However, I must categorically state that my conscience is very clear, as any investigation will undoubtedly exonerate me from any liability.”
Simataa questioned why the Bank of Namibia did not detect the transfer of the N$200 million to South Africa, and yet expected him, a part time employee, to detect it.
“It is very strange that you are ignorant of the role of the Bank of Namibia as a regulator of financial institutions and how the Bank of Namibia allowed large sums of money to go out of the country unnoticed as it has a legal obligation to detect transactions of such nature.
“This is the point His Excellency the President of the Republic made at his Press Conference on Monday, 31 July 2017 when he questioned: ‘How can such money leave the country and the Bank Supervisor with all the instruments could not detect it, yet expect part-time people to have detected it?’
“Unfortunately many people did not see the wisdom of pursuing this concern, but instead criticized the president for allegedly protecting criminals (as branded by the media) such as Simataa and Kapofi.”
Simataa also dismissed allegations that he is a puppet of the president, saying that he respects Geingob as his president and his appointing authority, just like he respects other leaders.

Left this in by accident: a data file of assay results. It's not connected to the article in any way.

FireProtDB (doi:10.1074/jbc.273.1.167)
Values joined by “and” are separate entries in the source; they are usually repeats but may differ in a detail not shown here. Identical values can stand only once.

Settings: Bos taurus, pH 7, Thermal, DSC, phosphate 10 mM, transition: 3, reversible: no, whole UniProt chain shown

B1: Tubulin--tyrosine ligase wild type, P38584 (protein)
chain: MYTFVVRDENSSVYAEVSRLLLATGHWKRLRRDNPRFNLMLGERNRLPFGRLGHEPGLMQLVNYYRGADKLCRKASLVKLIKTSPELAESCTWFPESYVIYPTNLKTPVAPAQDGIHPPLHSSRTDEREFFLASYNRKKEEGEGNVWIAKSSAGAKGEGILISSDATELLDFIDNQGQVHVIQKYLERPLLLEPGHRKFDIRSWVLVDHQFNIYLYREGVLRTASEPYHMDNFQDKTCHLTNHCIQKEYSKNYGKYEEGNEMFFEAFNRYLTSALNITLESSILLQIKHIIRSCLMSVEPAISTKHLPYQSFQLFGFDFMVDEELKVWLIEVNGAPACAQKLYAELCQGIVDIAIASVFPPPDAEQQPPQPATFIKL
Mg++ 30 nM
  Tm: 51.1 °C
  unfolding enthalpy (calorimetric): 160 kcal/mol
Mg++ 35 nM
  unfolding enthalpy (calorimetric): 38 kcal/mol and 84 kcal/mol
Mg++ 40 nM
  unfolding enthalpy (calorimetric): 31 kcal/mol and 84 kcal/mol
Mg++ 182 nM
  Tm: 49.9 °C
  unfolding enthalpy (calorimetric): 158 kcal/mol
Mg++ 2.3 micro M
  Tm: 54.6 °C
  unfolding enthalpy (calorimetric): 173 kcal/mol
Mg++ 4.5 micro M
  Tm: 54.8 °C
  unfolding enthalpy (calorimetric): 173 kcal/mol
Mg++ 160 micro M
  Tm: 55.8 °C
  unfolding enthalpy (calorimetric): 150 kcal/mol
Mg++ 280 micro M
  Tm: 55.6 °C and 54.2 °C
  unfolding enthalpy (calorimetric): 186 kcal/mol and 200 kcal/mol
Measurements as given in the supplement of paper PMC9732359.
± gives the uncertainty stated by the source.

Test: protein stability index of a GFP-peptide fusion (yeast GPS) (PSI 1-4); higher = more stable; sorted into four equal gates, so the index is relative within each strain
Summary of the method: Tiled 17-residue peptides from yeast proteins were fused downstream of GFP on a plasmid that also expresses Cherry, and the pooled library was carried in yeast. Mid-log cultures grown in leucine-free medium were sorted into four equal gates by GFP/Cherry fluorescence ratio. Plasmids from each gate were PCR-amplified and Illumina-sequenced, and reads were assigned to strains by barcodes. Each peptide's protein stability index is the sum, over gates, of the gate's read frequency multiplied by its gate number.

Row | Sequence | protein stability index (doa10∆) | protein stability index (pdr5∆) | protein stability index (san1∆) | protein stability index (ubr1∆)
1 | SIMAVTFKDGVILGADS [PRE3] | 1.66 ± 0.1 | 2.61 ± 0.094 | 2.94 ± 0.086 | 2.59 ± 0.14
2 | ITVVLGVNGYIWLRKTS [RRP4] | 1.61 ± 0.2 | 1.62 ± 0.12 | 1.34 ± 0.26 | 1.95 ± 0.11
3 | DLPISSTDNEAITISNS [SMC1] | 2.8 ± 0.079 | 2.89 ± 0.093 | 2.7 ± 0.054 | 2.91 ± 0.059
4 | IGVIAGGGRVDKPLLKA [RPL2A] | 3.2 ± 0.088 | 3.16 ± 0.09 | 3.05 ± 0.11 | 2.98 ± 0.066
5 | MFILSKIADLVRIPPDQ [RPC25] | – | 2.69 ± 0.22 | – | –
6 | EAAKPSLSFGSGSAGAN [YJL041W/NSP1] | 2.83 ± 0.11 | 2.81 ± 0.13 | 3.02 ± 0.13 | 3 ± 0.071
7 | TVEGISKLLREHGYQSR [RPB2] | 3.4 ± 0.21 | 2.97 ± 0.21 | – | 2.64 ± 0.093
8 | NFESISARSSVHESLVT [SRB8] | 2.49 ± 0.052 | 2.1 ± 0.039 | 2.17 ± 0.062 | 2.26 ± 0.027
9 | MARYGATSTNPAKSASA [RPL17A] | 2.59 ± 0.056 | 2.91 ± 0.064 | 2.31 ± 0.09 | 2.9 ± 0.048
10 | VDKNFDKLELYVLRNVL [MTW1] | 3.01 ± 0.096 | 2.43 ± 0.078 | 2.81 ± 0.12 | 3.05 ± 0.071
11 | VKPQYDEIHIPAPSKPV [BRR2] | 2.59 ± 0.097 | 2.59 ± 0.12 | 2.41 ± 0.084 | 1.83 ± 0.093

The Bank of Namibia refused to comment on Geingob’s remarks that the bank had failed to detect the money that was being taken out of the country.
“This matter is subject to an ongoing judicial process which is yet to be concluded in the High Court, it will therefore prejudice the case to comment on this matter at this stage,” Bank of Namibia Spokesman Kazembire Zemburuka said.
“The Bank of Namibia has placed all material evidence pertaining to the SME Bank in relation to your question before court and as such is not in a position to discuss the details of this matter further.” 
Analysts who spoke to the Windhoek Observer said it is disingenuous for Simaata to wash his hands of the missing millions at SME Bank.
Citing Namibia’s corporate governance code (Namcode), one analyst said the code states that the board is responsible for corporate governance and has two main functions - determining the company’s strategic direction and controlling the company.
“The board requires management to execute strategic decisions effectively and according to laws and the legitimate interests and expectations of stakeholders.”
An official at a local auditing firm, who spoke on condition of anonymity because the firm has contracts with the Government, said board members have the ultimate responsibility in the running of a company as they are the ones who direct management.
The official explained that under both the Namcode and the King III of South Africa from which Namcode is derived, board members have a fiduciary responsibility to ensure good governance.


The Windhoek Observer is an English-language weekly newspaper, published in Namibia by Paragon Investment Holding. It is the country's oldest and largest circulating weekly.